I think it just looks small due to the angle of the photograph. Love all of the storage in the wall.
  • PRO
    Board & Vellum
    The cabinets are 24" deep and tuck under the stairs but the countertop above is only 18" deep as I thought that 24" would be too deep.
Laura Hill wrote:Dec 30, 2018
  • PRO
    Board & Vellum

    Oh boy, that's almost impossible to price out on it's own as the work is typically wrapped up in the whole construction project. But for some reference, at least in Seattle, the average renovation cost for 2018 is around $550/sf. Also, it can vary wildly based on the conditions of the basement and how close the neighboring properties are. Your best bet is to consult a general contractor. Hopefully that gives you some place to start!

mikeallyk wrote:Feb 7, 2018
  • PRO
    Board & Vellum

    The stain on the counter is a custom, water-based stain designed to match the floor finish on the stairs, which are not quite in view in this shot.

Rolf Schroeder General Contractors, Inc. wrote:Sep 17, 2016
  • PRO
    Board & Vellum

    The owner had them from a previous home and they were a gift so we don't have the source unfortunately

baxter311 wrote:Dec 30, 2015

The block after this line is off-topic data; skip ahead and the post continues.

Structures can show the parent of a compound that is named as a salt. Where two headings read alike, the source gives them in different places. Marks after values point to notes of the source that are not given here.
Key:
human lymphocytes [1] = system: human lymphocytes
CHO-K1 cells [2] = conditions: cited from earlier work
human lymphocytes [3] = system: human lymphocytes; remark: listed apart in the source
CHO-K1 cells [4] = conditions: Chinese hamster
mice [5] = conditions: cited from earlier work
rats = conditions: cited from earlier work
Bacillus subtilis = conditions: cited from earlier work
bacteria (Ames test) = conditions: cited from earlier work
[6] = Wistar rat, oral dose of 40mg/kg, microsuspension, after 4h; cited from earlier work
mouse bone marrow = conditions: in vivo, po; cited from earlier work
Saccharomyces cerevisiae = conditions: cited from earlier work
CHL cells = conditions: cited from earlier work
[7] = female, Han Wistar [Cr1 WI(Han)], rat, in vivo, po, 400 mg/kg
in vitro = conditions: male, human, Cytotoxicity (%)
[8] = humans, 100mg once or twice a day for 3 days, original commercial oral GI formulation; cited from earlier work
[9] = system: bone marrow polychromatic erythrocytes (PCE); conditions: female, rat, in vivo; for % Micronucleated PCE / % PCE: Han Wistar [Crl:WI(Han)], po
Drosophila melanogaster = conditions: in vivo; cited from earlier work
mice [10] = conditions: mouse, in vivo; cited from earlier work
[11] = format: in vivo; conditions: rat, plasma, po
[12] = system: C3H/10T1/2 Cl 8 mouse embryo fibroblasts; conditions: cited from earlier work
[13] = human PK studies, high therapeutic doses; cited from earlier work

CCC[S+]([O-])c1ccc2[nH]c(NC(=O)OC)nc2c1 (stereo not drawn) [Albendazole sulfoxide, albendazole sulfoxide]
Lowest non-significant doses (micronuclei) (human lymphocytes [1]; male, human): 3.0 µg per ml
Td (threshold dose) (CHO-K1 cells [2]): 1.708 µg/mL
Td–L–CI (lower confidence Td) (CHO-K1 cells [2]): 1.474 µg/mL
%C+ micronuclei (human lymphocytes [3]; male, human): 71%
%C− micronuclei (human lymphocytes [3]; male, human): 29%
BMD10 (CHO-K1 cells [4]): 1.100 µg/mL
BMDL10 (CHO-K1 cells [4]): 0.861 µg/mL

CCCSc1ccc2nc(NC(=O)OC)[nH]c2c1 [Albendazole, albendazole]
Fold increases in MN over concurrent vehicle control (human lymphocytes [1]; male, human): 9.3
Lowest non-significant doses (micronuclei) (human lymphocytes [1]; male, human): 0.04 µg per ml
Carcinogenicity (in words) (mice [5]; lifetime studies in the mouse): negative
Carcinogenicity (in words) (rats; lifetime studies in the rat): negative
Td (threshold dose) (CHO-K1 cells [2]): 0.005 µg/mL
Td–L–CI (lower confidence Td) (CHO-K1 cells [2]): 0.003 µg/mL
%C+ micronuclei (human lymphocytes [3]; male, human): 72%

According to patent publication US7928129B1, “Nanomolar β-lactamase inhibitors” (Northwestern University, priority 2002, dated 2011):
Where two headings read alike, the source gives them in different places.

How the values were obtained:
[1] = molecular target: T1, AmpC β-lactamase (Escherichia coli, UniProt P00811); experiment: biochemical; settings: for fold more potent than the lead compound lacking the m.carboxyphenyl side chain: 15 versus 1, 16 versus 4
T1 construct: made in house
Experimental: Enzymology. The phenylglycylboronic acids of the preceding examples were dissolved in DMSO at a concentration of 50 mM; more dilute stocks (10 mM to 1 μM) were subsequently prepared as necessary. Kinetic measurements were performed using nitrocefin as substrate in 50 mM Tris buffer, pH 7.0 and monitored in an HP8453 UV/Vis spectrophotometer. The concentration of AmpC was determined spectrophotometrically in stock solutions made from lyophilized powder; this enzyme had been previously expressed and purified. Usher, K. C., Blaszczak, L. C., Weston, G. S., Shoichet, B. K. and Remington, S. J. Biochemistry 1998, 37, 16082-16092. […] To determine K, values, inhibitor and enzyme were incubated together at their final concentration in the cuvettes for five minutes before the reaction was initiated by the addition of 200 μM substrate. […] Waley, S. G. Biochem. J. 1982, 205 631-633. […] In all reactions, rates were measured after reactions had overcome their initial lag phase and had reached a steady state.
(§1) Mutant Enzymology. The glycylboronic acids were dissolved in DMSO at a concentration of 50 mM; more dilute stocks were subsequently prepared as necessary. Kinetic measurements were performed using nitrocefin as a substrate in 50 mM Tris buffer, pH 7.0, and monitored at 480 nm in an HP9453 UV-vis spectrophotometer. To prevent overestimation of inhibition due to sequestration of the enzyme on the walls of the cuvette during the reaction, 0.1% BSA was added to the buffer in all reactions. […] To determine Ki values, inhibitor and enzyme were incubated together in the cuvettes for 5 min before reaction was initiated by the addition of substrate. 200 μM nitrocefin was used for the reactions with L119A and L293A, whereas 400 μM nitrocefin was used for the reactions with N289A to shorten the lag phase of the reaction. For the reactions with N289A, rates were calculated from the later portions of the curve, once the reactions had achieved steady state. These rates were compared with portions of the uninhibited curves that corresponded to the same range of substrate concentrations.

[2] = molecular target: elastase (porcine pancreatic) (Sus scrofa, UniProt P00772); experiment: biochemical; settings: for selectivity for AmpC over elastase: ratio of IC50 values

• PRO
    Board & Vellum

    it is solid brazilian cherry with a custom stain to match the floors

GMC wrote:Jul 12, 2015
  • PRO
    Board & Vellum

    Thanks! Lego storage is a very personal thing and varies greatly... check out this Houzz video of me talking about the storage. Enjoy!

Katharine Agostino wrote:May 29, 2015
  • PRO
    Board & Vellum

    Thanks! Lego storage is a very personal thing and varies greatly... check out this Houzz video of me talking about the storage. Enjoy!

jobit1 wrote:May 1, 2015
  • PRO
    Board & Vellum

    Unfortunately that is a very complicated question influenced by your soil, ability to excavate around your house, the size of your house, and a myriad list of other factors that can wildly swing the cost anywhere from $20,000 to $200,000 or more. I would find a great local contractor and speak with them to get an early estimate.

vexorg00 wrote:Feb 2, 2015
  • PRO
    Board & Vellum

    it is a glass subway tile from Ann Sacks

vexorg00 wrote:Feb 2, 2015
  • PRO
    Board & Vellum
    it is Brazilian cherry stained dark to match the floors upstairs
mod220 wrote:Aug 24, 2014
Ericka Dobriner wrote:Jan 27, 2014
  • PRO
    Board & Vellum